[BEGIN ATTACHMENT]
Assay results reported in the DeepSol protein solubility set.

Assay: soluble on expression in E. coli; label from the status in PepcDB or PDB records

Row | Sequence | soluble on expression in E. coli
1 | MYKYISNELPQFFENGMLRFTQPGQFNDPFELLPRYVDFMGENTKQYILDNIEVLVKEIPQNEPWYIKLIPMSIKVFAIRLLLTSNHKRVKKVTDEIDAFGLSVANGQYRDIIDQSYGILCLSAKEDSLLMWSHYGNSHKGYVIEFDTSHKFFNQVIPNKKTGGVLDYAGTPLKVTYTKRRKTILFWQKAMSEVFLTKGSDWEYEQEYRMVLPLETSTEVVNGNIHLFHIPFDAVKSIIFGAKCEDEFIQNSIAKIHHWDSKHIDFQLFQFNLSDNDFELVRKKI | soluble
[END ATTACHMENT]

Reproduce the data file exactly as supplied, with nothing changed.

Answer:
Assay results reported in the DeepSol protein solubility set.

Assay: soluble on expression in E. coli; label from the status in PepcDB or PDB records

Row | Sequence | soluble on expression in E. coli
1 | MYKYISNELPQFFENGMLRFTQPGQFNDPFELLPRYVDFMGENTKQYILDNIEVLVKEIPQNEPWYIKLIPMSIKVFAIRLLLTSNHKRVKKVTDEIDAFGLSVANGQYRDIIDQSYGILCLSAKEDSLLMWSHYGNSHKGYVIEFDTSHKFFNQVIPNKKTGGVLDYAGTPLKVTYTKRRKTILFWQKAMSEVFLTKGSDWEYEQEYRMVLPLETSTEVVNGNIHLFHIPFDAVKSIIFGAKCEDEFIQNSIAKIHHWDSKHIDFQLFQFNLSDNDFELVRKKI | soluble